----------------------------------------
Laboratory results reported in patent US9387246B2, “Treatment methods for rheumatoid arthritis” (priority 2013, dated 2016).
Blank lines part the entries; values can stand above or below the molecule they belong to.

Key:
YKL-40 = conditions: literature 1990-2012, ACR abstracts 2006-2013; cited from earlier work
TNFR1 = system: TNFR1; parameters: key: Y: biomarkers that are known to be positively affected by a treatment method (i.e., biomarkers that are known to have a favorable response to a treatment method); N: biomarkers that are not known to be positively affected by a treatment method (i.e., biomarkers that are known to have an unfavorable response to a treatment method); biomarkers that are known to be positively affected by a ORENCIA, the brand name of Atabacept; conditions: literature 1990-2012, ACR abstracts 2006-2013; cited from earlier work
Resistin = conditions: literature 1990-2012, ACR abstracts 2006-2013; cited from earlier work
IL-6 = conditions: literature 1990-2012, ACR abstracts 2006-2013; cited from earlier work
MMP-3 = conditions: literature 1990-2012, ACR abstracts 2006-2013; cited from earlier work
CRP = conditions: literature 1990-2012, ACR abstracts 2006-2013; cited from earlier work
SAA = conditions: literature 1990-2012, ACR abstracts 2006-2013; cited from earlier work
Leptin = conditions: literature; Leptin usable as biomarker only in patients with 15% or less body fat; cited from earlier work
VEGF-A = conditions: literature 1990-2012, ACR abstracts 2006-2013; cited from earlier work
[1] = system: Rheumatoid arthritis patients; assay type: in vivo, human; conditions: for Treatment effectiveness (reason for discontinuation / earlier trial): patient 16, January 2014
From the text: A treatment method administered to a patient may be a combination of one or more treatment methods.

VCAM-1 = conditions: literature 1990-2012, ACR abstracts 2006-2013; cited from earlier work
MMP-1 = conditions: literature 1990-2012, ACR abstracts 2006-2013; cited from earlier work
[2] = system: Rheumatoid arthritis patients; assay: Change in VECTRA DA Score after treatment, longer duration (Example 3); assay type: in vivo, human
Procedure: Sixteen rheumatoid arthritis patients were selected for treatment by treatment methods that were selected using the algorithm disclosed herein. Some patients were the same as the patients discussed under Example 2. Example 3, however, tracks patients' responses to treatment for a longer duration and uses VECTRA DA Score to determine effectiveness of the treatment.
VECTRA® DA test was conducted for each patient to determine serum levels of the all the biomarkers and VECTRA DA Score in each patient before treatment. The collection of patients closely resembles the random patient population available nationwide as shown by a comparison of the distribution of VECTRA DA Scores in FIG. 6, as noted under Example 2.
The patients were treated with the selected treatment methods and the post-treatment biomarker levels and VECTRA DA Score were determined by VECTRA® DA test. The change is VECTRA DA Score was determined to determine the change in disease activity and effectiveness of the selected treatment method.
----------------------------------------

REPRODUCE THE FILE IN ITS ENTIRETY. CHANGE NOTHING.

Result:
Laboratory results reported in patent US9387246B2, “Treatment methods for rheumatoid arthritis” (priority 2013, dated 2016).
Blank lines part the entries; values can stand above or below the molecule they belong to.

Key:
YKL-40 = conditions: literature 1990-2012, ACR abstracts 2006-2013; cited from earlier work
TNFR1 = system: TNFR1; parameters: key: Y: biomarkers that are known to be positively affected by a treatment method (i.e., biomarkers that are known to have a favorable response to a treatment method); N: biomarkers that are not known to be positively affected by a treatment method (i.e., biomarkers that are known to have an unfavorable response to a treatment method); biomarkers that are known to be positively affected by a ORENCIA, the brand name of Atabacept; conditions: literature 1990-2012, ACR abstracts 2006-2013; cited from earlier work
Resistin = conditions: literature 1990-2012, ACR abstracts 2006-2013; cited from earlier work
IL-6 = conditions: literature 1990-2012, ACR abstracts 2006-2013; cited from earlier work
MMP-3 = conditions: literature 1990-2012, ACR abstracts 2006-2013; cited from earlier work
CRP = conditions: literature 1990-2012, ACR abstracts 2006-2013; cited from earlier work
SAA = conditions: literature 1990-2012, ACR abstracts 2006-2013; cited from earlier work
Leptin = conditions: literature; Leptin usable as biomarker only in patients with 15% or less body fat; cited from earlier work
VEGF-A = conditions: literature 1990-2012, ACR abstracts 2006-2013; cited from earlier work
[1] = system: Rheumatoid arthritis patients; assay type: in vivo, human; conditions: for Treatment effectiveness (reason for discontinuation / earlier trial): patient 16, January 2014
From the text: A treatment method administered to a patient may be a combination of one or more treatment methods.

VCAM-1 = conditions: literature 1990-2012, ACR abstracts 2006-2013; cited from earlier work
MMP-1 = conditions: literature 1990-2012, ACR abstracts 2006-2013; cited from earlier work
[2] = system: Rheumatoid arthritis patients; assay: Change in VECTRA DA Score after treatment, longer duration (Example 3); assay type: in vivo, human
Procedure: Sixteen rheumatoid arthritis patients were selected for treatment by treatment methods that were selected using the algorithm disclosed herein. Some patients were the same as the patients discussed under Example 2. Example 3, however, tracks patients' responses to treatment for a longer duration and uses VECTRA DA Score to determine effectiveness of the treatment.
VECTRA® DA test was conducted for each patient to determine serum levels of the all the biomarkers and VECTRA DA Score in each patient before treatment. The collection of patients closely resembles the random patient population available nationwide as shown by a comparison of the distribution of VECTRA DA Scores in FIG. 6, as noted under Example 2.
The patients were treated with the selected treatment methods and the post-treatment biomarker levels and VECTRA DA Score were determined by VECTRA® DA test. The change is VECTRA DA Score was determined to determine the change in disease activity and effectiveness of the selected treatment method.